Liz Bradley’s exuberant paintings of flowers are marvellously uplifting. Her sheer delight in bright colours coupled with a meticulous eye for botanical detail makes her pictures a joy to behold.
In a way they are the 21st century equivalent of the Dutch Old Master flower painters of the 17th centuries, who depicted compositions of flowers, insects and sometimes shells. If you look carefully at a Bradley, you will spot butterflies, spiders and ladybirds and other insects. ‘I love insects,’ exclaims Liz, adding ‘I am a zoologist.’ She did a degree in Marine Zoology at Bangor University.
Her mother, a keen painter and a fanatical gardener, did everything she could to dissuade young Liz from becoming a painter. ‘She knew what a difficult career choice it is to be a painter, putting us children off going to art school.’
For a while she was an antique dealer with a special interest in Victorian samplers and Victorian woolwork. In hindsight this passion led to her next career: Liz is perhaps better known to older readers of this blog as the mastermind behind Elizabeth Bradley, the embroidery kit business. ‘I was always interested in needlework and started doing embroidery in my teens.’
In 1986, Liz opened a shop in Beaumaris, Anglesey selling needlepoint tapestry kits inspired by historical needlework. ‘I used to paint all the designs, for animals, botanicals and flowers.’ After 15 years she wanted a change and sold the company and enrolled on lots of art courses including one at the Slade. ‘Nobody liked my work as it wasn’t abstract,’ she says, laughing.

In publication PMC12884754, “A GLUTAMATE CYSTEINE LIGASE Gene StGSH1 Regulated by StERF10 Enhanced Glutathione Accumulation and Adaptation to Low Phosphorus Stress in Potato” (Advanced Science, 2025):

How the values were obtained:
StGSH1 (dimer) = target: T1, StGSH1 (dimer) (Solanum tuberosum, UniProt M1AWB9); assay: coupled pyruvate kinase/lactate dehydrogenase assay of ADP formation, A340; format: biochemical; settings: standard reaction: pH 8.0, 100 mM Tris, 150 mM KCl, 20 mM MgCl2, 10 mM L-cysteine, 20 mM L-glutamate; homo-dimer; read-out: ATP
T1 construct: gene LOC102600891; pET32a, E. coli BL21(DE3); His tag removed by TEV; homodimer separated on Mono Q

‘But I learnt an enormous amount about colour and using watercolour from Paul Riley. A Devon based artist who runs an interesting programme of courses throughout the year.’
Liz’s watercolour paintings, on thick creamy paper, look deceptively simple, but the reality is that they are painstakingly painted layer upon layer. It is a slow process waiting for each layer to dry before the next is applied. But this is what gives the pictures depth and an intensity which is often lacking in wishy-washy flat botanical paintings.
‘It can be quite tricky getting the particular colour that makes all the other work,’ Liz admits. ‘The images are relatively simple and flat but using the colour and shape of the various components of the composition I try to create luminosity, space and depth within them.’
She inherited her mother’s passion for gardening. She observes that many people think of gardening as a chore like housework but ‘if the bug takes hold of you – off you go.’
When Liz moved to Kent a few years ago she volunteered at Great Dixter one day a week. Fergus Garret’s and the late Christopher Lloyd’s love of bright and unusual colour palates have exerted a huge influence on Liz. ‘Before Dixter my paintings were much simpler. Now, I am always striving to make my paintings zing with colour.’
A recent show of her work, Floribunda, at Creek Creative in Faversham was a sell-out.
In the winter months Liz paints sheep, chickens and the Kentish countryside.
Next year we are going to have a selling exhibition of Liz’s paintings in the tea-room here at Doddington Place Gardens. They will certainly liven the place up. Come and see them.